Vienna Symphony with Philippe Jordan and Julia Fischer make splendid impression in Zurich

SwitzerlandSwitzerland Brahms: Julia Fischer (violin), Vienna Symphony Orchestra / Philippe Jordan (conductor), Tonhalle Maag, Zurich, 6.10.2019. (JR)

Philippe Jordan (c) Johannes Ifkovits

Brahms – Violin Concerto in D Op.77; Symphony No.4 in E minor Op.98

The Vienna Symphony Orchestra has been on tour in Switzerland (Bern, Geneva, Zurich) with an all-Brahms programme and they have left local audiences with a fine impression. The concert series was the opening of the Migros Kulturprozent Classics series this season and made for an utterly splendid start.

Before the orchestra came on stage, however, there was an opportunity for a young Swiss musician to play some short solos as part of the Migros Kulturprozent Classics scheme (‘Our stars of tomorrow’) to encourage (and finance) young Swiss talent. Not only do they receive funding, they also get the chance to appear on stage in front of a sizeable audience. The best of the crop will be invited to be a soloist in a concerto next season. Cellist Christoph Croisé was only 17 when he played at Carnegie Hall and has since played at major venues with major orchestras. He performed, to great audience acclaim, two short contemporary, entertaining pieces, Alone by Italian composer Giovanni Sollima, full of fast and furious slides and double-stopping, and the more jazzy, tango-imbued Stonehenge by Hungarian composer Péter Pejtsik. Croisé has considerable talent and formidable technique and will doubtlessly be a name to watch.

Zurich-born Philippe Jordan is always welcomed warmly by Swiss audiences; he is the son of Armin Jordan, a native of Lucerne, who was at the helm of the Orchestre de la Suisse Romande in Geneva for many years. Philippe Jordan will relinquish the chief conductorship of the Vienna Symphony at the end of the season to take up the reins of the Vienna State Opera; his place will be taken by Andrés Orozco-Estrada.

The VSO, founded in 1900, has had some illustrious chief conductors in its time, including Karajan, Sawallisch, Giulini and Prêtre. They played at the première of Bruckner’s Ninth Symphony (in 1903) and Ravel’s Piano Concerto for the left hand in D major in 1932. The orchestra may not be on a par with the Vienna Philharmonic, but they compare very favourably indeed with many a middle-ranking orchestra. With Philippe Jordan on the podium, they made a splendid impression.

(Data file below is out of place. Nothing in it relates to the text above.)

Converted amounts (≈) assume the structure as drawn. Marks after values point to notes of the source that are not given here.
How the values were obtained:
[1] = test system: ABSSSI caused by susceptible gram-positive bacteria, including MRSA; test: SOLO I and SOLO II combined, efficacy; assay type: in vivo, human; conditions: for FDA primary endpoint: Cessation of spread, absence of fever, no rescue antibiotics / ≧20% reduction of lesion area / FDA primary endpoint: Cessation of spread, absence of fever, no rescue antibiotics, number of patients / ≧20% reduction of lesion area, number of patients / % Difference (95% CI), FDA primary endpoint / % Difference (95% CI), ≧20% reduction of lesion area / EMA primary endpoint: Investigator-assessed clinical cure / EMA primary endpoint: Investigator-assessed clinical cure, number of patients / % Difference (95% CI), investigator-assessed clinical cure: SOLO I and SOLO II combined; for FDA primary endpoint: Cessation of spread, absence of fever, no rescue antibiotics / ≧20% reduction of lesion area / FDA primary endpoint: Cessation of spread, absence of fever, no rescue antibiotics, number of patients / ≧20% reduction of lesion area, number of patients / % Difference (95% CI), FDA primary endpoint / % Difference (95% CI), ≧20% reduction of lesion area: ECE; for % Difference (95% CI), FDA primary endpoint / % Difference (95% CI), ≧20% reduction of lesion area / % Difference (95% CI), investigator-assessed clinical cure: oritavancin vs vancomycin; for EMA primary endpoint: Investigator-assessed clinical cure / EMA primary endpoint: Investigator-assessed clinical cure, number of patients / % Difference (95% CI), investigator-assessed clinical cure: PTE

Julia Fischer as soloist in the Brahms concerto was entirely relaxed and simply perfection. Warm tone, unshowy but stunning technique, secure intonation and a firm understanding of the shape of the music all combined to keep the audience’s attention rapt as the concerto unfolded. Jordan was a sensitive accompanist and never let the tempo drag.  The principal oboe rendered his solo beautifully in the slow movement; the performance was a pleasure throughout. Fischer rewarded us with Paganini’s Caprice No. 24 with its sparkling pizzicato and tricky harmonics. (Paganini wrote 24 Caprices in all, but the last one is the most often played.)

Brahms’s Fourth Symphony was awarded playing of the highest order and Jordan was especially impressive, continually giving the most detailed dynamics and entry signals around the orchestra. He nurtured each phrase with a cupped hand and was a power-house of vitality. There was ample urgency and Brahmsian weight; every section of the orchestra showed off their skills, the sound as a whole well blended. Jordan placed the triangle well forward for the Scherzo (Allegro giocoso), to good effect. He allowed the final movement to breathe, and his command of the slow build-up to the final climax was palpable.

What encore could we expect?  A rumbustious Brahms Hungarian Dance, of course. And as if that was not enough, a second encore, something Viennese, Johann Strauss II’s delightful Pizzicato Polka.

John Rhodes

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